Monday, July 18, 2011

35% of Nurses Will Not Be Eligible to Work for Auckland Health Board Under New Smoker Discrimination Policy

Under a new smoker discrimination policy being implemented by the Auckland District Health Board, 35% of current nurses will no longer be eligible to work for the Health Board. The policy precludes smokers from being employed as new hires.

According to the article: "A nurses' union is accusing Auckland's District Health Board of discrimination for considering not hiring smokers. The board, which employs more than 10,000 people, has instructed a proposal be drawn up that would see prospective health workers who smoke turned away. ADHB Executive Director of Nursing Taima Campbell, who proposed the original idea, said health workers had a responsibility to be positive role models. ... The Nurses Organisation says 35% of its members smoke, and it will oppose the policy."

A Health Board member defended the decision, arguing that: "We need our staff to be good role models and not smoke themselves."

The nurses union is opposing the policy. More than one in three nurses in Auckland are smokers.

The Rest of the Story

Unlike here in the U.S., nurses in New Zealand are standing up for their employment rights. The nurses union is rightly noting that the proposed policy represents employment discrimination and that it goes against everything they believe about equal opportunity.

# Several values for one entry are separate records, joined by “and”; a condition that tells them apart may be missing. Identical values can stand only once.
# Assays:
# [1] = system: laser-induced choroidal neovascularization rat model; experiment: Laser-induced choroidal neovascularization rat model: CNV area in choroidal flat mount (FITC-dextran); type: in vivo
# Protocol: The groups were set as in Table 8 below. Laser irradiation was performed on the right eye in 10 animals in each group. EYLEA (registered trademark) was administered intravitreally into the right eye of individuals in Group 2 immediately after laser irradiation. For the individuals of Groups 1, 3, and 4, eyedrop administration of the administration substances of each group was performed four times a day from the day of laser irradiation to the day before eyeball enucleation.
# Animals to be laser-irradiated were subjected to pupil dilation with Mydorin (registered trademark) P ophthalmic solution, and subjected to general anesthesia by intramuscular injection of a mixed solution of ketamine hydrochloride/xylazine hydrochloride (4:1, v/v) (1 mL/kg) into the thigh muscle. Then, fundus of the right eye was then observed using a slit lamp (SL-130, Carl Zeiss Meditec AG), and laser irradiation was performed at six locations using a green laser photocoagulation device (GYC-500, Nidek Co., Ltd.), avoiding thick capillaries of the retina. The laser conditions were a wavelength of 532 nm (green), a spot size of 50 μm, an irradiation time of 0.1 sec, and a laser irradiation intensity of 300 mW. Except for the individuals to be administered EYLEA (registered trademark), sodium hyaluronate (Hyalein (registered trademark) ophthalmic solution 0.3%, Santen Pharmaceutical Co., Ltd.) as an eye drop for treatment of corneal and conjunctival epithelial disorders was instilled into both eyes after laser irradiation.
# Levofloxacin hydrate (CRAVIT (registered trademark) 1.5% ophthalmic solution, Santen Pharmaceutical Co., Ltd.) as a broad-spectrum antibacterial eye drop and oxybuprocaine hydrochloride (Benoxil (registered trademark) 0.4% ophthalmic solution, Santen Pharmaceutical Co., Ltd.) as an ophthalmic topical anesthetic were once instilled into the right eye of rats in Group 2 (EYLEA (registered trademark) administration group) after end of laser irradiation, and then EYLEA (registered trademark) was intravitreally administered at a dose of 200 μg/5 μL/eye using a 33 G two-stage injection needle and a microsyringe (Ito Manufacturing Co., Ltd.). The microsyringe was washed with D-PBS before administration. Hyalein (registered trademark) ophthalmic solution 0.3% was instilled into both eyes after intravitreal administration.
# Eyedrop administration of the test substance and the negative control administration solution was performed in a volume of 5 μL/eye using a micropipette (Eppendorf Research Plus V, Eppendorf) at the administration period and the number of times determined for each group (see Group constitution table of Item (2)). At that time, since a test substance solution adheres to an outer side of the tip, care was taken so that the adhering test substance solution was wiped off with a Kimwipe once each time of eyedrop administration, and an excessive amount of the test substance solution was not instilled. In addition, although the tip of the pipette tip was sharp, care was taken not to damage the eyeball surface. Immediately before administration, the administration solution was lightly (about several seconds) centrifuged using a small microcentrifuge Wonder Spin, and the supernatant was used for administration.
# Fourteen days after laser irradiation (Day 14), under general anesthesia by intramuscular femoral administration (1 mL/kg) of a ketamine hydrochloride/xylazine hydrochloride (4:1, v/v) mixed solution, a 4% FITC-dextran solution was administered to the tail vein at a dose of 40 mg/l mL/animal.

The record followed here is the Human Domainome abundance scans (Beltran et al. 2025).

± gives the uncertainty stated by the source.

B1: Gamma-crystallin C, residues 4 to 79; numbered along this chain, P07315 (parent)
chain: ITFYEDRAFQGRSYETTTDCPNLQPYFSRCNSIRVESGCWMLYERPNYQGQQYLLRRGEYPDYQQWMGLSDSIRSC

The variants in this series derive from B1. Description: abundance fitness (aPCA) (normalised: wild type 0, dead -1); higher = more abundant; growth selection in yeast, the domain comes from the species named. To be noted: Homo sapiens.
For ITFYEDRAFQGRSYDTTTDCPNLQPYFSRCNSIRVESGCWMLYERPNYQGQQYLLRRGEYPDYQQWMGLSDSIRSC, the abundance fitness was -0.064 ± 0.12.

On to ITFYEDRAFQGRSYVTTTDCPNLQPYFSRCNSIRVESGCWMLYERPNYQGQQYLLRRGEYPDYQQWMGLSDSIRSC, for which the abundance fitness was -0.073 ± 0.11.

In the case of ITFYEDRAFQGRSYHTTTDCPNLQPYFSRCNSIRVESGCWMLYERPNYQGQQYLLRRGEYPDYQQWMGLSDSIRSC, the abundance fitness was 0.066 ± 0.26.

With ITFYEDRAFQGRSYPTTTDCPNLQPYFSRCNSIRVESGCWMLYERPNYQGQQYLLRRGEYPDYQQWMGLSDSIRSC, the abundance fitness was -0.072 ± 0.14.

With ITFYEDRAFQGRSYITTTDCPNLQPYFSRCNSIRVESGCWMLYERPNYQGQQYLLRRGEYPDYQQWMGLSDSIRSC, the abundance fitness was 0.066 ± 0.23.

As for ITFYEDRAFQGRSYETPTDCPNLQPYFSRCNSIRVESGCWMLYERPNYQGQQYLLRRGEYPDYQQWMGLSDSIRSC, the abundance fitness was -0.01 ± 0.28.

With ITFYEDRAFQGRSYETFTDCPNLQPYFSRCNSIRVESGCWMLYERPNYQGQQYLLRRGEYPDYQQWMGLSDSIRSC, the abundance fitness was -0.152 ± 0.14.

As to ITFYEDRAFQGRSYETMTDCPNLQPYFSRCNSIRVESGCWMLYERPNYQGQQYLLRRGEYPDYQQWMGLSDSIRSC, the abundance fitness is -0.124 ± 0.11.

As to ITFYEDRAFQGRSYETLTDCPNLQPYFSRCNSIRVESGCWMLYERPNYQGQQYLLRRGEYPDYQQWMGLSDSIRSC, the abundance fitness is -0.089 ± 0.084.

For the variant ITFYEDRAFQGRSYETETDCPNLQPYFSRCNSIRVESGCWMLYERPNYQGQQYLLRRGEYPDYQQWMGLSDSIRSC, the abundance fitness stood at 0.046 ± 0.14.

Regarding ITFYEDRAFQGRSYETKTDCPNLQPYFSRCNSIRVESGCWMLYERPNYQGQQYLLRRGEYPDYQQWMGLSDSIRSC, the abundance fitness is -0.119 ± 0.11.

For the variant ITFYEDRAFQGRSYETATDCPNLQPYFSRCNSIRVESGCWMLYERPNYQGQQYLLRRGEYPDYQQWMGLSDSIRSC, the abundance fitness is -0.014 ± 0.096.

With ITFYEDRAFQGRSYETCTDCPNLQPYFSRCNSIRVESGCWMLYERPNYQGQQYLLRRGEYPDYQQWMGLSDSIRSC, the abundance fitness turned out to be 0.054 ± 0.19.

In addition, the union made it clear that the policy will result in less qualified nurses being hired, since the smoking rate among nurses is 35%. You can't eliminate one-third of potential employees arbitrarily and expect to end up with the most highly qualified work force. In fact, you will not have the most highly qualified work force. You will be sacrificing nursing quality and ultimately, patient care.

The Health Board seems to believe that nurses must be good role models. So are they also refusing to hire obese or overweight nurses? Are they refusing to hire nurses who don't wear seat belts? Are they taking a careful sexual history of prospective employees to make sure that their nurses set a good example in that regard? Are they inquiring about marital fidelity? Surely, if you are going to be a good role model for others, you wouldn't want to have someone who is cheating on his or her spouse. Are they also inquiring about speeding tickets, failure to pay taxes, history of misdemeanor offenses, and eating habits?

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